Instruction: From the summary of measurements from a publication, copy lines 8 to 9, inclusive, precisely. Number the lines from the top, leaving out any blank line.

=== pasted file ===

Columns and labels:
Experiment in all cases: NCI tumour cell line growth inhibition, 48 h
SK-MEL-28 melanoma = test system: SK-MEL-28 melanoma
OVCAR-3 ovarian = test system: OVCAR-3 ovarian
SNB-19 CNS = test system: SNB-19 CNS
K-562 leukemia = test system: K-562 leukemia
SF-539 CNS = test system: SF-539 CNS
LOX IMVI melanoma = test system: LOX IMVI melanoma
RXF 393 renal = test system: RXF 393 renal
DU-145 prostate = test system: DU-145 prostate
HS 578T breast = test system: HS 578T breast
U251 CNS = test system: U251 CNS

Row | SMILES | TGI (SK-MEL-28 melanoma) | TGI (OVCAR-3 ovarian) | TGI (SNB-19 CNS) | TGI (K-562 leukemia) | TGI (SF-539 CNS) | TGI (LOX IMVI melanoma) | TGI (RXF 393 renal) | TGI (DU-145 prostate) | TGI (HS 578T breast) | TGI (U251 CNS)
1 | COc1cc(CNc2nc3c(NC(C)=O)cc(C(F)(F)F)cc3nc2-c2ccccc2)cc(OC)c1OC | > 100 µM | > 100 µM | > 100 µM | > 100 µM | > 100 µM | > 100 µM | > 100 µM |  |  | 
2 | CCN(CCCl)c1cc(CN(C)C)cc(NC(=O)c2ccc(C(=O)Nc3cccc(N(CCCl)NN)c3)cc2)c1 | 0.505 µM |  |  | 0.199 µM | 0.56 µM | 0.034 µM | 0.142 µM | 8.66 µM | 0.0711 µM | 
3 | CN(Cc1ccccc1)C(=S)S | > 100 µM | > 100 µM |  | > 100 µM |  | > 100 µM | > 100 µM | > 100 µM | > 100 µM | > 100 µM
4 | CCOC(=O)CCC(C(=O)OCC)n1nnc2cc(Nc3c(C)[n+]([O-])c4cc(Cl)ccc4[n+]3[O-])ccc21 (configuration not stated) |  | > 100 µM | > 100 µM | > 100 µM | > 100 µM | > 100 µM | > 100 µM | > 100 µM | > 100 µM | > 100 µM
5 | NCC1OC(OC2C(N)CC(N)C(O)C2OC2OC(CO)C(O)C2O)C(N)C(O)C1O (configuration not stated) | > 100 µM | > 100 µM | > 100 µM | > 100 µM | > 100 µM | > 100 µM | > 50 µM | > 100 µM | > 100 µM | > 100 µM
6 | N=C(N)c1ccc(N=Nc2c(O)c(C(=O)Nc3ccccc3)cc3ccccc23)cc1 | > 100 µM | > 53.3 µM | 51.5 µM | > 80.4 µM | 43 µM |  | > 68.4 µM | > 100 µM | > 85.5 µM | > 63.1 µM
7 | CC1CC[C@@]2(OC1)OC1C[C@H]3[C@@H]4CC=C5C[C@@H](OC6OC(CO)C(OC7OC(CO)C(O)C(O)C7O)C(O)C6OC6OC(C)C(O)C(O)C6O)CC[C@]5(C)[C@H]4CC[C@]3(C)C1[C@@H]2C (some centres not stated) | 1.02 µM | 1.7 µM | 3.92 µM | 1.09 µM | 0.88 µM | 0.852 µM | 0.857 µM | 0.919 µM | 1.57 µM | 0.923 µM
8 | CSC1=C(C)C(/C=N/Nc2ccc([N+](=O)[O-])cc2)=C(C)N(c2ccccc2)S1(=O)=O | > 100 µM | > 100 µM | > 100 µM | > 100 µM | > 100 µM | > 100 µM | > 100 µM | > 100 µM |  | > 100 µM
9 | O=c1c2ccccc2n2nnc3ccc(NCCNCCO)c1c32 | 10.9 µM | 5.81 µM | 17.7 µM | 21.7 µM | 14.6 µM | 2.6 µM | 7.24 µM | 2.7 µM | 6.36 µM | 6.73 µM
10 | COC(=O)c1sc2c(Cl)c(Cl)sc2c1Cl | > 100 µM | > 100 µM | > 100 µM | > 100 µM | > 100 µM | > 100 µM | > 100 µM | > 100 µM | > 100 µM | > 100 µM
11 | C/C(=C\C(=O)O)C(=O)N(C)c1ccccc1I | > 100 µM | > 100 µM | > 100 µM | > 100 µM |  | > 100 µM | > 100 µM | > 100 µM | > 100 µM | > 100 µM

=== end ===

LOX IMVI melanoma = test system: LOX IMVI melanoma
RXF 393 renal = test system: RXF 393 renal